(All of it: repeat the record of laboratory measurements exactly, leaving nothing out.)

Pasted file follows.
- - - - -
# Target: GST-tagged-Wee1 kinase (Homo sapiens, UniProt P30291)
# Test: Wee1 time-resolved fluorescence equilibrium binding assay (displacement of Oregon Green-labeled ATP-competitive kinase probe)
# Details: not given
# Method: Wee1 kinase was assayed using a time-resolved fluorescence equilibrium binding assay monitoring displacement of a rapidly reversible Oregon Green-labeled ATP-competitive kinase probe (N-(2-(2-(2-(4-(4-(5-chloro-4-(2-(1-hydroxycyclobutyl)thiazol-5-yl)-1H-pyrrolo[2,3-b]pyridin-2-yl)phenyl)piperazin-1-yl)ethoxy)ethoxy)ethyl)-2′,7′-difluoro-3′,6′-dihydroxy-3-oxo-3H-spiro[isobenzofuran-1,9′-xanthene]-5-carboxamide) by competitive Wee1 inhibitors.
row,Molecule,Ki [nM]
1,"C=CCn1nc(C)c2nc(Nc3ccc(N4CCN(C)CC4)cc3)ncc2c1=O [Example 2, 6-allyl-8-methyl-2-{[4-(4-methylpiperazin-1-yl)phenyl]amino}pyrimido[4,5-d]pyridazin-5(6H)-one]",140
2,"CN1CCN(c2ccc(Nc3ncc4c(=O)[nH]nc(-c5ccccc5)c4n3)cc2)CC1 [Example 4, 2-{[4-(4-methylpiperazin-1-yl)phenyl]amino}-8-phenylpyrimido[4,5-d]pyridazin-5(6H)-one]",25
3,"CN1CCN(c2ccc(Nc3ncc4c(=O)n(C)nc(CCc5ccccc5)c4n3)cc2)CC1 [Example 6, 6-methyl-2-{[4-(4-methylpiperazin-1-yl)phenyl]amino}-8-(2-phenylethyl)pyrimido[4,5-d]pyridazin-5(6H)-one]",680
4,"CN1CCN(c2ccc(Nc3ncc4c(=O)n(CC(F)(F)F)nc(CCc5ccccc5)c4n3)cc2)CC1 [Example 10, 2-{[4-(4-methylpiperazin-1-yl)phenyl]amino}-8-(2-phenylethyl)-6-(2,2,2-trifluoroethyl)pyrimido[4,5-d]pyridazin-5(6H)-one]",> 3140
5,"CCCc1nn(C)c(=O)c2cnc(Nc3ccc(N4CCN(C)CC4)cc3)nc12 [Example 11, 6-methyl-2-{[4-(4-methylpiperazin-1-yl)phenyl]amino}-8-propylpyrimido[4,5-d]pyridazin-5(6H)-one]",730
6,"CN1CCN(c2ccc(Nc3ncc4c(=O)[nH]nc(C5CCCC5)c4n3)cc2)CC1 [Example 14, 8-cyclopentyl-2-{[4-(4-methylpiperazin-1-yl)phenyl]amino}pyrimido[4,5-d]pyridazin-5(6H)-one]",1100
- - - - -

# Target: GST-tagged-Wee1 kinase (Homo sapiens, UniProt P30291)
# Test: Wee1 time-resolved fluorescence equilibrium binding assay (displacement of Oregon Green-labeled ATP-competitive kinase probe)
# Details: not given
# Method: Wee1 kinase was assayed using a time-resolved fluorescence equilibrium binding assay monitoring displacement of a rapidly reversible Oregon Green-labeled ATP-competitive kinase probe (N-(2-(2-(2-(4-(4-(5-chloro-4-(2-(1-hydroxycyclobutyl)thiazol-5-yl)-1H-pyrrolo[2,3-b]pyridin-2-yl)phenyl)piperazin-1-yl)ethoxy)ethoxy)ethyl)-2′,7′-difluoro-3′,6′-dihydroxy-3-oxo-3H-spiro[isobenzofuran-1,9′-xanthene]-5-carboxamide) by competitive Wee1 inhibitors.
row,Molecule,Ki [nM]
1,"C=CCn1nc(C)c2nc(Nc3ccc(N4CCN(C)CC4)cc3)ncc2c1=O [Example 2, 6-allyl-8-methyl-2-{[4-(4-methylpiperazin-1-yl)phenyl]amino}pyrimido[4,5-d]pyridazin-5(6H)-one]",140
2,"CN1CCN(c2ccc(Nc3ncc4c(=O)[nH]nc(-c5ccccc5)c4n3)cc2)CC1 [Example 4, 2-{[4-(4-methylpiperazin-1-yl)phenyl]amino}-8-phenylpyrimido[4,5-d]pyridazin-5(6H)-one]",25
3,"CN1CCN(c2ccc(Nc3ncc4c(=O)n(C)nc(CCc5ccccc5)c4n3)cc2)CC1 [Example 6, 6-methyl-2-{[4-(4-methylpiperazin-1-yl)phenyl]amino}-8-(2-phenylethyl)pyrimido[4,5-d]pyridazin-5(6H)-one]",680
4,"CN1CCN(c2ccc(Nc3ncc4c(=O)n(CC(F)(F)F)nc(CCc5ccccc5)c4n3)cc2)CC1 [Example 10, 2-{[4-(4-methylpiperazin-1-yl)phenyl]amino}-8-(2-phenylethyl)-6-(2,2,2-trifluoroethyl)pyrimido[4,5-d]pyridazin-5(6H)-one]",> 3140
5,"CCCc1nn(C)c(=O)c2cnc(Nc3ccc(N4CCN(C)CC4)cc3)nc12 [Example 11, 6-methyl-2-{[4-(4-methylpiperazin-1-yl)phenyl]amino}-8-propylpyrimido[4,5-d]pyridazin-5(6H)-one]",730
6,"CN1CCN(c2ccc(Nc3ncc4c(=O)[nH]nc(C5CCCC5)c4n3)cc2)CC1 [Example 14, 8-cyclopentyl-2-{[4-(4-methylpiperazin-1-yl)phenyl]amino}pyrimido[4,5-d]pyridazin-5(6H)-one]",1100